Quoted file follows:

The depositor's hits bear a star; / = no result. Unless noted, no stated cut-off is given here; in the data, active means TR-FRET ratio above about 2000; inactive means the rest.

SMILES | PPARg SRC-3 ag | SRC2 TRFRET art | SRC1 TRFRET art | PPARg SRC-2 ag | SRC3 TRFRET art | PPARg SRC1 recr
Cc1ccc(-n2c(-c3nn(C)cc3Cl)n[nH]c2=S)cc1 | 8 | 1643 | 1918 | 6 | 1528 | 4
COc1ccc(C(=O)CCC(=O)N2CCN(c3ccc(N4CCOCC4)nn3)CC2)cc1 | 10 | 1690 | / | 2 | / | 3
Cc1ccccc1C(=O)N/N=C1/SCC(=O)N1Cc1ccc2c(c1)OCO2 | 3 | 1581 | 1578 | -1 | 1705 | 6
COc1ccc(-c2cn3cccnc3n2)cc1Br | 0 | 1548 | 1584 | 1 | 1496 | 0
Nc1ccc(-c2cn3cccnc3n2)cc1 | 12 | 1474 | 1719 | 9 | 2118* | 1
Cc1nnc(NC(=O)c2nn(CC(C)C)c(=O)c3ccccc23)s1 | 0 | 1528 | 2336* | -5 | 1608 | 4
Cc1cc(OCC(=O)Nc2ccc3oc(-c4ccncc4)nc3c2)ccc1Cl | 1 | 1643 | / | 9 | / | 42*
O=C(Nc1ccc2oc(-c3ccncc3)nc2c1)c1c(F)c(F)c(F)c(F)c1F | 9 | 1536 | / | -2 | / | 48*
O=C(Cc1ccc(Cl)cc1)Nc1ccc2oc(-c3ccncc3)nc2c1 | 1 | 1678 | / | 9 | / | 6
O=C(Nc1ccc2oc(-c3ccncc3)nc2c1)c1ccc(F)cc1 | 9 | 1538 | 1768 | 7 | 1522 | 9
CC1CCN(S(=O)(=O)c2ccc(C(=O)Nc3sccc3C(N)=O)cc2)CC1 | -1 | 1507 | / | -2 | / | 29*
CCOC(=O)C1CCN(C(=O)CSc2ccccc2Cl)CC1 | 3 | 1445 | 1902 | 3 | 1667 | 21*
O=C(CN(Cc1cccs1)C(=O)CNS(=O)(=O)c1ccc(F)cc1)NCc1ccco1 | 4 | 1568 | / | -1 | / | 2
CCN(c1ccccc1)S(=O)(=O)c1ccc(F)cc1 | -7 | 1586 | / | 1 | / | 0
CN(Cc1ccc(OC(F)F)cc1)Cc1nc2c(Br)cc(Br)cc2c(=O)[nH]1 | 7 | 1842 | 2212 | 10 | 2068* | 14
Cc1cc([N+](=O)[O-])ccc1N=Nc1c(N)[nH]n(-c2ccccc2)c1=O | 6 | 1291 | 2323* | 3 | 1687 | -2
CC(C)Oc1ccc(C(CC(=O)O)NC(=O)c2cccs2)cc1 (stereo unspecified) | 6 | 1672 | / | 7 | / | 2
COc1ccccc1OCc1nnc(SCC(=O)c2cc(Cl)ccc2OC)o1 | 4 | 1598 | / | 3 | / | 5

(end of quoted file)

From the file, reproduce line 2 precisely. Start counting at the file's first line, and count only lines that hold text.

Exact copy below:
SMILES | PPARg SRC-3 ag | SRC2 TRFRET art | SRC1 TRFRET art | PPARg SRC-2 ag | SRC3 TRFRET art | PPARg SRC1 recr